Personally, I’ve devoured Plath’s letters and journals and I don’t feel good about it, something doesn’t sit right in this action. From an empathetic standpoint, imagine how it would feel to have your diary from when you were eight years old made public. Over Spring break my mum dug out some of my old diaries from when I was nine and reading parts aloud from them made me wince in embarrassment. Our deepest childish thoughts are not made to be shared, and when they are, no matter how long it has been, it is embarrassing. Of course, Plath is not alive to witness the publication of her personal journals and letters, but this is how she is remembered. In a narcissistic and controlling way, there is a natural human desire to control the way one is remembered once they die. Conversation about what you would want at your hypothetical funeral and how you wish to be remembered feel common place in discourse. In this way, it feels wrong to absorb oneself in Plath’s personal life.
Just as with the Beuscher letters publication, there is a controversy surrounding poet Anne Sexton’s therapy tapes. Sexton recorded her therapy with Dr Orne due to disassociation, which allowed her to listen back to what she has said and make sense of her condition. All these tapes are available in a library and some are transcribed in part for public viewing. In the 1990s Middlebrook speculated that the therapy tapes would become public, and by 2012 this had begun to happen. The controversy of releasing these tapes is vast as it breaks patient confidentiality to the extreme. These tapes were meant as a way to help Sexton in her battle with her mental health, and by making them accessible to the general public, it feels reductive both to her struggle, as it is easy to dehumanise her and make her a case study in ‘madness’, whilst also being detrimental to the lives of the people mentioned on the tapes, particularly when Sexton reveals her struggle to love her children.
To play devils advocate, it is fair to say that when you like an author you want to see all their work. What is the difference between picking up private letters and a biography? At least with private letters you see the words straight from the author’s mouth, rather than the tainted bias which necessarily appears in all biographies. Plath is such an interesting person and her private works really do illuminate her poetry. Furthermore, she had so much beautiful poetry which went unpublished in her lifetime. Imagine not publishing the masterpiece that is Ariel just because she died. Yes, the letters are problematic, but they play into the Plath myth which keeps her legacy alive. Furthermore, now these publications are not under the control of Hughes and Aurelia, they can be more objective, as seen in the size differences between the first publication of the letters and the most recent one.
Sexton was happy to make her private life public as seen in her poetry which is very open about her struggles with mental health. In her lifetime, Sexton chose to make her daughter Linda her literary executor, which is very different to Plath whereby Hughes was in control of publication. Sexton had a say in what happened to all her works once she died through her choice of who to appoint as executor. Whilst of course, therapy tapes are different to a piece of created art, her daughter decided it was what her mother would have wanted. Sexton is almost exhibitionist in her openness, and her poetry mirrors the discourse within the tapes. Whilst the tapes are restricted and only available to listen to in person, a recent publication by Skorczewski sees some of the tapes transcribed. There does seem to be a sensitivity in what is completely public and what is restricted. So yes, hypothetically anyone could hear Sexton’s therapy tapes, but what is readily available to the public eye is very minimal and carefully controlled, understandably to protect those who are mentioned and still alive.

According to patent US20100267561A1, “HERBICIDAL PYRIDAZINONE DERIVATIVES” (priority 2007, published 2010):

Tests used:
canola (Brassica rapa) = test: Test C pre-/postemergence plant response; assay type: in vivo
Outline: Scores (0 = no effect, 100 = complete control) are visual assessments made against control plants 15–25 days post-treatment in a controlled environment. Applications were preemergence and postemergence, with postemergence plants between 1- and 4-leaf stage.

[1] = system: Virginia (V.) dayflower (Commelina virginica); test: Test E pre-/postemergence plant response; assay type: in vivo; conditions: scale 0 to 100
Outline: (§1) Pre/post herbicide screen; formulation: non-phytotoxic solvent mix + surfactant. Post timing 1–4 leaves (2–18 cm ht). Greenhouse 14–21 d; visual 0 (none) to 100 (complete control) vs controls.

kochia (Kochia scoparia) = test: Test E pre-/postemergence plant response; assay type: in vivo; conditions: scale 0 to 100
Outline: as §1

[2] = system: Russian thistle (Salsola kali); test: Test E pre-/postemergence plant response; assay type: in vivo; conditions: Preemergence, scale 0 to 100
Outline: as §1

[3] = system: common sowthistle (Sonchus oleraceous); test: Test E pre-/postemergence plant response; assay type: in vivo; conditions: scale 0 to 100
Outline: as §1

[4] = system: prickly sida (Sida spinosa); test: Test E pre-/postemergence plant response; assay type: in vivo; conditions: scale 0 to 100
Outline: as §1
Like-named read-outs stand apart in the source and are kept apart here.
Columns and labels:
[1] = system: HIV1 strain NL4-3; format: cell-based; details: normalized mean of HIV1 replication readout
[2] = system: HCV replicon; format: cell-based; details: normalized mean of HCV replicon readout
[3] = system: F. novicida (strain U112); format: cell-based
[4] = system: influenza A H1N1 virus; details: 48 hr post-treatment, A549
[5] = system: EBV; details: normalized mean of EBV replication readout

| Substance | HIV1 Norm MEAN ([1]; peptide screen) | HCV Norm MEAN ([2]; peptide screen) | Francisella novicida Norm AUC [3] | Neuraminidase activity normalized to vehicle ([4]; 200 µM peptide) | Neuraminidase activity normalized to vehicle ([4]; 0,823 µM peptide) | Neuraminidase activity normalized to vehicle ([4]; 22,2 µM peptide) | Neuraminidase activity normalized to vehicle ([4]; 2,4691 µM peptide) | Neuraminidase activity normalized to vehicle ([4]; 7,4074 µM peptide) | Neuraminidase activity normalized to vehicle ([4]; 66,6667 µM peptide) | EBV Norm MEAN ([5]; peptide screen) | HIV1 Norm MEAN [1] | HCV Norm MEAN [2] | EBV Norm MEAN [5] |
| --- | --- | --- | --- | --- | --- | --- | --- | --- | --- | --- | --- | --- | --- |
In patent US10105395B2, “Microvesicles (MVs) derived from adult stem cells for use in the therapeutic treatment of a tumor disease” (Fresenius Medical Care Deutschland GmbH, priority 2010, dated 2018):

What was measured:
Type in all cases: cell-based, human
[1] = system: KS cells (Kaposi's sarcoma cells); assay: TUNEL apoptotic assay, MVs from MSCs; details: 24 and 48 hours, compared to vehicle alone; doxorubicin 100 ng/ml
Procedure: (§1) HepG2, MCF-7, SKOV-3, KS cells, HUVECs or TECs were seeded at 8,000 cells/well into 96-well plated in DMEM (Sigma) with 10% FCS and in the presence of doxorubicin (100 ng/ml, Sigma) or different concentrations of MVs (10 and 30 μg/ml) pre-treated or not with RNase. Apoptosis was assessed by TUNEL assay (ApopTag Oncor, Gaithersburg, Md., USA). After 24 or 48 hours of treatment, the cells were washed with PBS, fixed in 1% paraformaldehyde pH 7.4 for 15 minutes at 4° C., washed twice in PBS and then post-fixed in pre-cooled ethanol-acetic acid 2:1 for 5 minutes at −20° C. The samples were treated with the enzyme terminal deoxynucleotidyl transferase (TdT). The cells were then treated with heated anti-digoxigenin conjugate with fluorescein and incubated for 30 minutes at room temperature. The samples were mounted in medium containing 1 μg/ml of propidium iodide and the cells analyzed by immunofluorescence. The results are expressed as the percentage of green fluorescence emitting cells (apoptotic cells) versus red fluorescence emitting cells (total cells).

Are posthumous publications of private documents acceptable? Fence sitting is the only conclusion I can personally give. It does feel like a gross invasion of privacy, and particularly regarding Plath it is most definitely a political power game between Aurelia and Hughes. Does that stop me reading them? No. Human nature is curious. When you relate to a person you want to explore every element of their life that you can get your hands on. I know I buy into this invasion of privacy, and perhaps I am part of the problem whereby we disassociate from the reality of authors as people who have touched lives in a more literal sense than just through their work. The private lives and experiences of a writer illuminates their writing and in this regard it humanises their work. Sexton’s personal writing on the birth of the dogs which inspired her poem Live reflects that she was funny and hyperbolic. It humanises her and changes the way the poem is read. In a catch 22 situation, without the private documents, it is easy to forget authors are people. There is an assumption Plath and Sexton are morbid, when their private communications reflect their warmth and humour. Perhaps this isn’t how they want to be remembered, but it shows they’re human. It is a difficult debate, as either way there is a simultaneously a dehumanising and humanising of the author. Perhaps there is no right answer as to whether these publications are acceptable. Perhaps the only people who could tell us whether these publications are acceptable are the ones that have no active voice anymore, dying before they could say whether they want this made public.